Terence has been running the Wildlife Clubs of Seychelles and working with the Unisey Centre for Environment and Education (UCEE) for many years. He is a long-standing grant recipient from the Foundation. His work has been to make the wonders of the natural world, and the incredible heritage of Seychelles, available to children and young adults. By learning and immersing themselves in nature, Terence hopes to guide children to the best environmental solutions and help older youth on a path to study the natural world at university.
As an environmental educator, I run the Wildlife Clubs of Seychelles and provide environmental learning programmes for young people in the community. I spent my own childhood in the fascinating natural environment of Seychelles island life, exploring river courses, mangrove swamps and the sea. As I grew older I wondered how these granitic islands, with their lush vegetation, beautiful beaches and plenty of fish and other marine life, came to exist. This led me to become involved in activities and studies that have to do with the natural world: ecology, biodiversity conservation, sustainable development, education and community outreach, communication, media...
To the entire challenging conservation problem Seychelles have encountered – protecting rare species, winning support for legislation, restoring rivers, cleaning up a beaches and other wetlands ecosystem, or sustainably management of our native forest. Inevitably, people are part of the problem and public education and outreach are essential and critical for the Unisey Centre for Environment and Education (UCEE) to address in the long term. Therefore effective education and outreach are essential for promoting conservation policy, creating (grass root) knowledgeable citizens and changing people’s behaviors.
The Unisey Centre for Environment and Education (UCEE) provides fieldwork opportunities by introducing visitors to rivers, mangroves and marine ecosystem (sea grasses, coral reef) throughout presentations, workshops, displays and field trips. The UCEE caters for day visits from students at all levels of schooling and reflects the UCEE Environmental Education capacity for schools and youth groups requirements.
Unisey Environmental Science Program have the aim of enabling students to develop a personal response to the environmental challenges they encounter in Seychelles, in the region and beyond. Another aim is to obtain the skills needed in the field of environmental sciences operated at the Unisey Environmental Education Centre. UCEE also provides a broad range of services and programs to schools so as to build environmental awareness with the aim of supporting the development of sustainable schools and to prepare students for the future environmental challenges that societies face.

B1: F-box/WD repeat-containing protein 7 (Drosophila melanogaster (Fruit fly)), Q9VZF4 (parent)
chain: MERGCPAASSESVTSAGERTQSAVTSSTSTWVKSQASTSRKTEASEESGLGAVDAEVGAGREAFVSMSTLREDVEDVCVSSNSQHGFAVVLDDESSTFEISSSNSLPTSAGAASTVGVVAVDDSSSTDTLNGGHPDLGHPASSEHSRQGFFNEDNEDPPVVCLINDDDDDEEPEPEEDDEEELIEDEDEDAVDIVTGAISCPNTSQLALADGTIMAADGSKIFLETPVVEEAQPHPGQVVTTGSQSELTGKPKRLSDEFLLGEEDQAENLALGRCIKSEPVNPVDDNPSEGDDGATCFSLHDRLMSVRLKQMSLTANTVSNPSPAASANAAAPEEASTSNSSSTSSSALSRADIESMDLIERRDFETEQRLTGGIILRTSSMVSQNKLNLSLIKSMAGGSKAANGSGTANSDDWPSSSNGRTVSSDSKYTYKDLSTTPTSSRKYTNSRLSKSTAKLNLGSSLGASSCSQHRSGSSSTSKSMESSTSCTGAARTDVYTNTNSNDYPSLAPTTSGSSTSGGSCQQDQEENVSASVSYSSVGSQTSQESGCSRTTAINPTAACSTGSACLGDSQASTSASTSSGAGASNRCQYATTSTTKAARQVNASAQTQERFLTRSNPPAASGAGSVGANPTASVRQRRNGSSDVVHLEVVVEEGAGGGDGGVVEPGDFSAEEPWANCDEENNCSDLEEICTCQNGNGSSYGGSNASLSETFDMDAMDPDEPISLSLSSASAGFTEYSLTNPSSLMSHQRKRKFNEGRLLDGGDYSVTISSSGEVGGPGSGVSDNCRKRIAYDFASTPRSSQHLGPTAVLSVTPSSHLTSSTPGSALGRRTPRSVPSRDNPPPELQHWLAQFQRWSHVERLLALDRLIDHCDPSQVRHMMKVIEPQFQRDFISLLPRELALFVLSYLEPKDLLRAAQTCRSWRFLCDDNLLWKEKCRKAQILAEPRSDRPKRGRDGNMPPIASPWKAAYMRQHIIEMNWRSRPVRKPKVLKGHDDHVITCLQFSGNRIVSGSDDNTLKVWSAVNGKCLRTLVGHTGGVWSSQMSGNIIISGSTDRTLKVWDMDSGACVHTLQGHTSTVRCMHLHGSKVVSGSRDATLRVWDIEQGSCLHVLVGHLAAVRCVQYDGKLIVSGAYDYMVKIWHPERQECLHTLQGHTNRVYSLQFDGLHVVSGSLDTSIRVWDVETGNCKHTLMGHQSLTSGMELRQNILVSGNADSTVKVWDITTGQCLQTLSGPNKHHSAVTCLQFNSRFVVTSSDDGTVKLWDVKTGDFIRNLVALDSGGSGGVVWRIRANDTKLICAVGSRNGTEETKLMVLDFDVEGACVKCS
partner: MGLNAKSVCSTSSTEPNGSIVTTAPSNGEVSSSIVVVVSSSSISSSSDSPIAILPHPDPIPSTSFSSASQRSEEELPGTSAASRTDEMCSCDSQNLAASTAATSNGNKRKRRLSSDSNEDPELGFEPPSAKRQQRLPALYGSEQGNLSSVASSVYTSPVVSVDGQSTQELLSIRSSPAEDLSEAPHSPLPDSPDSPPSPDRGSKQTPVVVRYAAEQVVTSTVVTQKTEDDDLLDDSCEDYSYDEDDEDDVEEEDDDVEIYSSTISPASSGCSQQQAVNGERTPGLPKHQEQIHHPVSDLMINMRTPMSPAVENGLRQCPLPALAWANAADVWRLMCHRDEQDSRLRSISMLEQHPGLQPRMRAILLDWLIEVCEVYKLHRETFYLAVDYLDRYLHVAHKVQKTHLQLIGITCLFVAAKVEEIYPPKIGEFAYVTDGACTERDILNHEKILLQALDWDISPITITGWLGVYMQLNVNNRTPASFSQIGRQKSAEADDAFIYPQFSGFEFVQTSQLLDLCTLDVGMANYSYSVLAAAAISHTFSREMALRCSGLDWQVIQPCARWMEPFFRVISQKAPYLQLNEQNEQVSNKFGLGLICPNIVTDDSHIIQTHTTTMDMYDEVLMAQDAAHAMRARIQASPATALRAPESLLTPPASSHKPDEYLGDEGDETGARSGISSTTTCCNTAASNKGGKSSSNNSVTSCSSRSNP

Therefore to achieve the above, systematic planning, implementation and evaluation are the core focus for the UCEE mission for effective education and outreach programs. Many activities and special events have been successfully carried out. The successful approaches in the long term will be more focused on environment –based education, education for sustainability, and action projects for the schools visiting the UCEE. As a result of these visits, students acquire the principles at their school based clubs wildlife clubs and the eco school projects. Partnership with other environmental organization, agencies, ministries and other scholar institutions has created effective conservation education in the UCEE since 2013 till date. However despite the dedication to develop conservation education programs at the UCEE to help school and youth groups understand environmental issues and develop an ethic that will support a host of conservation behaviors, it is difficult to measure program success by actual behavior changes. This is especially in regards to moving people to and from “awareness to action” which is not a simple task.
Building a generation of critical thinkers and fostering a sense of connection are what Anshena’s work at the Cape Eleuthera Island School in The Bahamas is all about. By challenging children to seek out the answers to their questions themselves and enabling them to visit important marine ecosystems, Anshena is encouraging new advocates for the environment and empowering them to make changes in their world.
Jonas works in one of the world’s marine wonders, Raja Ampat in West Papua, Indonesia – but his heart knows that social justice and environmental conservation go hand-in-hand. His project therefore aims to build a safe learning centre to provide free education to children and teens, through his Child Aid Papua Foundation. Here, Jonas believes that local communities – many of whom have not benefitted from tourism and rapid development – will have a chance to learn about and understand their changing world. He wants to empower young people with skills to help implement their own change and direction.
The Galápagos archipelago is the sharkiest place in the world! This year Daniela and her team will continue their work to conserve the sharks of the Galápagos by encouraging local communities to protect these wonderful species through a marine ambassador’s education programme.